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“It reminds us that there is rising demand for support” Scots facing higher risk of stroke

“The data released today by Public Health Scotland illustrates that NHS staff are continuing to do great work in helping people survive stroke and heart disease under very tough circumstances.”

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The Scottish National Party have come under fire after latest figures showed that Scots were more likely to have a stroke than the rest of the UK population.

The data released by Public Health Scotland show that stroke rates in Scotland are a third higher than the rest of the UK.

In response to these figures, the Scottish Tories urged Nicola Sturgeon and the SNP to take immediate action, with Scottish Conservative shadow health secretary Sandesh Gulhane, saying: “It is extremely concerning that Scots are three times more likely to have a stroke than people elsewhere in the United Kingdom.

“Yet again it is also those from our most deprived communities who are suffering the most as a result of the SNP’s failed health strategies.”

The incidence rate of stroke was particularly higher in males than females at 29 per cent.

However, there is some good news, the number of people surviving stroke in Scotland is at its highest level in the last ten years.

Jane-Claire Hudson, Chest, Heart & Stroke Scotland chief executive, says that the charity could help the National Care Service to provide much needed care and support, she says: “The data released today by Public Health Scotland illustrates that NHS staff are continuing to do great work in helping people survive stroke and heart disease under very tough circumstances.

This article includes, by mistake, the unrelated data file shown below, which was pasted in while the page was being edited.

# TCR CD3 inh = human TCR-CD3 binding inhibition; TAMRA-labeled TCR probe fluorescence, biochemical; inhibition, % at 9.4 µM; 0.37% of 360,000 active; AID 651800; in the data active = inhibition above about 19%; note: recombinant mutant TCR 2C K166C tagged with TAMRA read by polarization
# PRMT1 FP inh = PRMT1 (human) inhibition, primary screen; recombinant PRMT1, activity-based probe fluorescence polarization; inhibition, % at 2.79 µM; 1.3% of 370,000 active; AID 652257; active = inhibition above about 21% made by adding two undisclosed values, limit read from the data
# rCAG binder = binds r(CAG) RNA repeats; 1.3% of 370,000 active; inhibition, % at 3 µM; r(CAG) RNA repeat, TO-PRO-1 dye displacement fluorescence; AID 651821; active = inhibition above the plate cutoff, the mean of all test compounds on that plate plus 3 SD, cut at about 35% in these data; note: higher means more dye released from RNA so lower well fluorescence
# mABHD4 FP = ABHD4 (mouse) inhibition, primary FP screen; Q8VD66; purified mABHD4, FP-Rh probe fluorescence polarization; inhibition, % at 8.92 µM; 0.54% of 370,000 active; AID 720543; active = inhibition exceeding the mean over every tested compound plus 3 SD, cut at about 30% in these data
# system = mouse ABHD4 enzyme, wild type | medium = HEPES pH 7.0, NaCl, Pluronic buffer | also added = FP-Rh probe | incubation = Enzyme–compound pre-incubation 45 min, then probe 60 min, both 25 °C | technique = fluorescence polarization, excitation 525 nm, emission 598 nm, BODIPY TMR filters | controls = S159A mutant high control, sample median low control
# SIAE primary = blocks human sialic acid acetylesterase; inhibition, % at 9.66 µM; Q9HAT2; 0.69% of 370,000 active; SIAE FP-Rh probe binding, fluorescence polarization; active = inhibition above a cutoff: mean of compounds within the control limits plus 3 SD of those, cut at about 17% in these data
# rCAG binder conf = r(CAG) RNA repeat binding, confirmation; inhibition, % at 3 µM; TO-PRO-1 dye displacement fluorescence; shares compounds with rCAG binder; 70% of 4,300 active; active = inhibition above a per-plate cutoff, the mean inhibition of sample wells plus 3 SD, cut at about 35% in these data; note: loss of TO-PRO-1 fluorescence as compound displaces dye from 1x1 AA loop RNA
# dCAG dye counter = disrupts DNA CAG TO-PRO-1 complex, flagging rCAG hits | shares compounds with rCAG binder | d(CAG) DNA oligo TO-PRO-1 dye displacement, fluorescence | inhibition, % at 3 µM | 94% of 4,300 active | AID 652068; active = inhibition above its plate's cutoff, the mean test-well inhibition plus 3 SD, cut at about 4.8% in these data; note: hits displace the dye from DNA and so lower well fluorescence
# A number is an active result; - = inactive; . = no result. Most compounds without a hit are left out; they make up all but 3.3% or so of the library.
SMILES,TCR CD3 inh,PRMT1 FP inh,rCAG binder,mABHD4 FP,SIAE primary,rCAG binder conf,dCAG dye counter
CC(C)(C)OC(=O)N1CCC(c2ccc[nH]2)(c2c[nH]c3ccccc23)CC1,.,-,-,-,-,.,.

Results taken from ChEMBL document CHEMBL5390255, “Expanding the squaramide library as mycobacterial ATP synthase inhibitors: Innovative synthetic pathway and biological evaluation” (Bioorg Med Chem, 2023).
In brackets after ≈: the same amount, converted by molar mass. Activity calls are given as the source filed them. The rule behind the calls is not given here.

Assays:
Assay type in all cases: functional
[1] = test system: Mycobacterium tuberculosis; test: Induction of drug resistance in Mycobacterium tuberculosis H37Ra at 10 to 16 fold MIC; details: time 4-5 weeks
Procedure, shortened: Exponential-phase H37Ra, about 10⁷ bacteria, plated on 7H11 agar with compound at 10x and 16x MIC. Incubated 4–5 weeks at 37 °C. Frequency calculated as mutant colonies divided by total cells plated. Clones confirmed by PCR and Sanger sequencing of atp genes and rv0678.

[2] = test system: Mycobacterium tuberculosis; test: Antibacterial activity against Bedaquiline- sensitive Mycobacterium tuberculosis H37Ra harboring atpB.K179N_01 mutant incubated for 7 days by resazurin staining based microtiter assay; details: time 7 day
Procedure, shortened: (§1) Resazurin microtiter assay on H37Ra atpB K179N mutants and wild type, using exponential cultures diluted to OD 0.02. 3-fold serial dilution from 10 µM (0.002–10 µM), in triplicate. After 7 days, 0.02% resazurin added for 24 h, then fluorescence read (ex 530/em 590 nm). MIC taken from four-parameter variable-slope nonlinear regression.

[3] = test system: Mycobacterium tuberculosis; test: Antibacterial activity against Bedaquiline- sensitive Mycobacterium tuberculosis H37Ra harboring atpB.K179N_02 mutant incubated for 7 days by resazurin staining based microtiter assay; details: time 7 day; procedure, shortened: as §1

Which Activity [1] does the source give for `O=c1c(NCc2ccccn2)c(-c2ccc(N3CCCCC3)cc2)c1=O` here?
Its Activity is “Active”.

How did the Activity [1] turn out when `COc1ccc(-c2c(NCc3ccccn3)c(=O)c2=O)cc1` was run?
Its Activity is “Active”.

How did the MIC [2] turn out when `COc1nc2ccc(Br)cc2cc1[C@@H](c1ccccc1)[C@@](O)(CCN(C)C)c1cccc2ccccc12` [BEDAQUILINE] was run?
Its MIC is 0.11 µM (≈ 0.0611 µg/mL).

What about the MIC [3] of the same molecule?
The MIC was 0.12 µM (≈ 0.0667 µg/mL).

“However, it reminds us that there is rising demand for support to help people rebuild their lives once they get home from hospital.

 “People tell us that when they leave hospital is when they feel most scared and alone. That has very real consequences for their health and pressures on local health and care services. We need to see bold action to stop the crisis in community care from escalating.

“There is a huge opportunity for the forthcoming National Care Service to integrate with support services provided by charities such as CHSS to ensure that everyone living with chest, heart and stroke conditions can receive the support they need to live their lives to the full.

“We know that in partnership with the National Care Service, we can be part of the solution that provides people across Scotland with the care and support they need.”

John Watson, Associate Director of the Stroke Association in Scotland, says: “Stroke rates in Scotland are a third higher than for the UK as a whole. We need to see much faster progress if we are to reduce the devastating personal cost of stroke and bring Scotland more in line with its neighbours.

“Worryingly, this report shows that stroke incidence amongst men has actually increased slightly. And those in the most deprived areas are almost twice as likely to be discharged from hospital with a stroke, a gap that has widened in the last year.

“However, there is good news in the report too. Stroke mortality rates continue to decline, indicating that the standard of care and treatment provided by Scotland’s stroke community is helping deliver better outcomes for stroke patients. But even here, there is still much to do.

“We need to see concerted action to address Scotland’s unacceptably high stroke numbers.”

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